By Shola Lawal
In posts updated almost daily on social media, Senegal’s navy details how its patrol boat, Walo, reroutes vessels crammed with refugees trying to get to Europe. Photos show people disembarking from the boats, their faces blurred out: women in flowing chiffon dresses, barefoot children, a man wearing an “Mbour Sport Academie” shirt.
Last year, Senegalese authorities intercepted just one known boat headed for Europe. But just in the space of a week this September, more than 600 would-be refugees were turned back by the country’s navy, just as their canoes started inching across the turbulent Atlantic on a dangerous but popular journey.
The surge in the numbers of people headed off from the high seas highlights how the West African country – a major departure point for Senegalese, but also Gambians and Malians – is stepping up to stem irregular migration flows. Some 1,500 people have been transferred to local authorities since May, Senegal’s navy claims, more than 95 percent of all recorded interceptions in 2022.
Some experts say this increased action could serve as a model for other African countries, whose citizens now make up half of the top 10 origin countries for irregular refugee arrivals in Europe. Guinea, Cote d’Ivoire and Egypt top the list. “African governments need to take a strong interest and act,” said Linda Adhiambo Oucho, director of the African Migration and Development Policy Centre (AMADPOC).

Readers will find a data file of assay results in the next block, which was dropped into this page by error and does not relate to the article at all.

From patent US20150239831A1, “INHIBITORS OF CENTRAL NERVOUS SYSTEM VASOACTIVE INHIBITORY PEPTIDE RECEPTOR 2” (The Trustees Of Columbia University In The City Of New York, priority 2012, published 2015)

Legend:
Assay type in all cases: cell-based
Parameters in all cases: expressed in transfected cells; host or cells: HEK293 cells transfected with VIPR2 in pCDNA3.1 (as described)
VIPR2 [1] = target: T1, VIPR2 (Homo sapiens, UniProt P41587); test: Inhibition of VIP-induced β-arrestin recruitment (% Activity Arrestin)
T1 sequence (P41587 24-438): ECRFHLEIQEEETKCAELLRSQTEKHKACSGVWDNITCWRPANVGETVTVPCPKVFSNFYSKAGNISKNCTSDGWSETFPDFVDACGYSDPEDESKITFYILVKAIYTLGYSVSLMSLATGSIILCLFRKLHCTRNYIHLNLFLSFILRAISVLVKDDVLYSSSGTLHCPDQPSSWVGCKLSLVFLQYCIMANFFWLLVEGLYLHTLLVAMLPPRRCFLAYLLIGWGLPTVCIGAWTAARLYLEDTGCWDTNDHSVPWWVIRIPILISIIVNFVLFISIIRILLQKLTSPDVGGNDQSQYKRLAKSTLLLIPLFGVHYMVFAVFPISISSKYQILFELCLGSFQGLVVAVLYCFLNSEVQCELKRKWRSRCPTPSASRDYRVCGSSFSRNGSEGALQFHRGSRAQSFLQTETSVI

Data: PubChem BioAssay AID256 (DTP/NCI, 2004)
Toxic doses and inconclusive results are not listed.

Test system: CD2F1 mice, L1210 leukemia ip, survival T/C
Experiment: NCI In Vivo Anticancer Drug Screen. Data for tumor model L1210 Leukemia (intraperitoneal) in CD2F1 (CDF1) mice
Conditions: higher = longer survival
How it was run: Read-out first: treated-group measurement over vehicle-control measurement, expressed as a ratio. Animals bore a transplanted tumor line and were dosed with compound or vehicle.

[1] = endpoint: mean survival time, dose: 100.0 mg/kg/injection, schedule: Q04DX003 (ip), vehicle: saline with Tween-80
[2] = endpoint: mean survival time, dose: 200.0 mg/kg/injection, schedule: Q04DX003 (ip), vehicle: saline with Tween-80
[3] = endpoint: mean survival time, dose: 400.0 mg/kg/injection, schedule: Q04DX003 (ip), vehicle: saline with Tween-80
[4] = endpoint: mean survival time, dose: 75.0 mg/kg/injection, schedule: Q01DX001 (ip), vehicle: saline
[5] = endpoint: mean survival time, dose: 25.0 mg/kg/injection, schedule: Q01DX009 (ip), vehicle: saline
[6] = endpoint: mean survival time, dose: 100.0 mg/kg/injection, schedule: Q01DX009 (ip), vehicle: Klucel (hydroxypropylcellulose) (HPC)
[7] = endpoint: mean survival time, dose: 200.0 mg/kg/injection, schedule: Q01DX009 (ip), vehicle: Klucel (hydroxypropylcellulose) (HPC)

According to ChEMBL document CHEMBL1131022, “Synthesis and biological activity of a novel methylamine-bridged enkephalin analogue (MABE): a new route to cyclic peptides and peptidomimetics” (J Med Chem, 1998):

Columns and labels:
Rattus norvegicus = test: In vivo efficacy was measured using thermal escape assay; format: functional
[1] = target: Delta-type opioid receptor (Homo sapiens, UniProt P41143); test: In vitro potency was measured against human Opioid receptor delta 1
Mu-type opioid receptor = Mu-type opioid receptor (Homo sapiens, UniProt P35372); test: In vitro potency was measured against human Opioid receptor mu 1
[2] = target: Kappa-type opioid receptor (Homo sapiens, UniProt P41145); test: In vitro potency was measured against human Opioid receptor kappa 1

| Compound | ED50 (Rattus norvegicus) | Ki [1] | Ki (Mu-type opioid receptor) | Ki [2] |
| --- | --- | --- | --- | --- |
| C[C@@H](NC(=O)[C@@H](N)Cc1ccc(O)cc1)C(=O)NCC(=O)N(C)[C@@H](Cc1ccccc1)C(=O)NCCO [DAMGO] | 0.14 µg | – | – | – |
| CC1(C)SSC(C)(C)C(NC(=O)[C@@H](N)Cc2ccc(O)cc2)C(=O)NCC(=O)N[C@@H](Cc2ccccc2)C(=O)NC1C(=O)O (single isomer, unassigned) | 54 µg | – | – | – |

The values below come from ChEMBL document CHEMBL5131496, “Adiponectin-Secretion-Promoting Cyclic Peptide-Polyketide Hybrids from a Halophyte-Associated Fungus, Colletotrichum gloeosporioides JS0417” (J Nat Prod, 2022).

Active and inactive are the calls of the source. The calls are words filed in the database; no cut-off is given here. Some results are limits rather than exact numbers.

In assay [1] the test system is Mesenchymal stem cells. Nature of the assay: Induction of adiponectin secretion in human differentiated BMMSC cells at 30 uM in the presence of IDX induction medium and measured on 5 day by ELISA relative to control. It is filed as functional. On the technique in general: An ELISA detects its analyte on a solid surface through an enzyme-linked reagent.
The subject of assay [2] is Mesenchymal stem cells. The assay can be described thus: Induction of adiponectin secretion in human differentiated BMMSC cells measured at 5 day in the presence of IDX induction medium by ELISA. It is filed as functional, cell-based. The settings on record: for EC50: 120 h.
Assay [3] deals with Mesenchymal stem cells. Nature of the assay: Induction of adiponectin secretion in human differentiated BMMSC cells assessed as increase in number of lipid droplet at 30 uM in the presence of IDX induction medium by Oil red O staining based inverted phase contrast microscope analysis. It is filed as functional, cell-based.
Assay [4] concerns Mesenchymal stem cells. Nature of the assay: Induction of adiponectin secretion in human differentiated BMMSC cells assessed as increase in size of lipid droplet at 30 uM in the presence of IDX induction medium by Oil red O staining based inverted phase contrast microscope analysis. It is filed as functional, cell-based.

Migration to Europe is only a quarter of movement on the continent, but as the dead pile up in the seas, governments need to step up, Oucho says: “The African Union can use Senegal to show best practices and encourage a stronger regional approach to curbing precarious mobility.”
But others argue that by itself, stopping migration doesn’t address the underlying causes forcing people to move — and that initiatives like Senegal’s could grow into mechanisms for Europe to outsource its challenge of limiting refugee arrivals.
Surge in migrant arrivals in EU
Senegal’s efforts, part of a new action plan on emigration, come as Italy bends under the weight of a surge in arrivals on its coasts. In September, authorities there declared a state of emergency after more than 5,000 people arrived on the tiny island of Lampedusa in one day.
Flavio Di Giacomo, spokesperson for the International Organisation for Migration (IOM), says sub-Saharan African migrants fleeing Tunisia following a spike in racist attacks make up the bulk of the landings. Their journeys, he said, are especially dangerous because they face discrimination from smugglers.
“Sub-Saharan migrants are forced to navigate on iron boats which are very fragile,” Di Giacomo said, speaking from Lampedusa. The iron boats are a new phenomenon, used by those who can’t pay smugglers enough. “After 12 hours they can break in two and people fall into the water, so we think there are a lot of ghost shipwrecks happening that no one knows anything about. Usually, Tunisians arriving from Tunisia can often use wooden boats which are a little safer.”
More than 180,000 people have arrived in Europe this year mostly via the West African Atlantic and Mediterranean sea routes. Over 2,000 people are dead or missing.
On Wednesday, the European Union agreed on a common migration pact. But to Di Giacomo, the question that countries need to answer isn’t so much whether people should migrate, but rather what safe pathways are available.
Heavy border protection has been the mainstay of the EU response so far.